Science policy
Budget 2018: the fundamental question of research funding
February 28, 2018
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Science has been quite prominent on the Canadian political radar in recent years, and even became a regular talking point during the last federal election in 2015. During that campaign, the current Liberal government made four headline promises, and with the release yesterday of the 2018–19 federal budget, one of the key puzzle pieces fell into place: increased funding for fundamental research. In today’s post, we’ll assess the budget’s meaning for science in Canada.

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Evaluation
Maximizing the use of evaluation findings
February 21, 2018
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In a 2006 survey of 1,140 American Evaluation Association members, 68% reported that their evaluation results were not used. This suggests a serious need for evaluation results to make it off the bookshelf and into the hands of intended audiences. This week’s blog post looks at how we, as evaluators, can help maximize the use of the evaluations we produce. (more…)

Evaluation
Program evaluation basics
February 14, 2018
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The ScienceMetrics blog has so far focused on our scientometric, data mining and science policy activities, but we also have a long history of conducting evaluations of S&T-related programs and initiatives. In my opinion, the most fun to be had on the job is when we team up to combine our quantitative and qualitative analysis skills on a project. To kick off a series of posts from the evaluation side of Science-Metrix, in this post I’ll present an introductory Q&A on program evaluation, and next week I’ll discuss how to maximize the use of evaluation findings. Read on for the what, why, when and how of program evaluation. (more…)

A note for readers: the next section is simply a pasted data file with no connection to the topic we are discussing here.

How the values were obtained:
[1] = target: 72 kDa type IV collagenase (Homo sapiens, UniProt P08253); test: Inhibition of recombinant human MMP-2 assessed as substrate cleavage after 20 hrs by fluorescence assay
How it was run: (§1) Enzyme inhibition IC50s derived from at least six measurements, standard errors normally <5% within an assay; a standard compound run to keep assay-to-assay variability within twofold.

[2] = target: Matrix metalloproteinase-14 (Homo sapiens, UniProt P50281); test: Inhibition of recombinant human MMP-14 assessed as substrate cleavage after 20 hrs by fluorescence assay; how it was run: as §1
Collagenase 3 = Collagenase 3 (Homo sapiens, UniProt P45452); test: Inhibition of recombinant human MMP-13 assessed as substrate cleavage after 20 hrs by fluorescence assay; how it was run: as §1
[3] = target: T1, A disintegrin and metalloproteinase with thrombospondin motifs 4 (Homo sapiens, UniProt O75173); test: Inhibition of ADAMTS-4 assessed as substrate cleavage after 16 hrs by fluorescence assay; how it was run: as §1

Science policy
Science advice in Canada: reborn again?
February 7, 2018
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Science advice is apparently having a “moment” right now in Canada. Quebec has had a chief scientist since 2011, but both the federal government and the Ontario provincial government named chief science advisors in the second half of 2017. For the first time, at the end of January 2018, the three chief scientists appeared publicly together, on a panel organized by the Institute for Science, Society and Policy (ISSP) at the University of Ottawa. This attracted no small number of science policy nerds. While the event was billed as a new renaissance for science advice, that does raise the question of when exactly its prior incarnations occurred. In today’s post, we’ll present a summary of the discussions, along with some critical reflections. (more…)

Bibliometrics
Bibliometric fun facts
January 24, 2018
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Bibliometrics is a complex and nuanced field, and at times, we’ll admit, it’s even a little arcane. At Science-Metrix we take great pride in explaining indicators to clients: what they mean, how they are calculated, their strengths and weaknesses, and what they can and cannot do. As with so many things, examples provide a good entry point. Inspired by this, today I begin a new occasional series that heads back to basics to explain some common indicators and how we use them in house. In this first post, I’ll explore some “fun facts” that can be derived from a bibliometric database.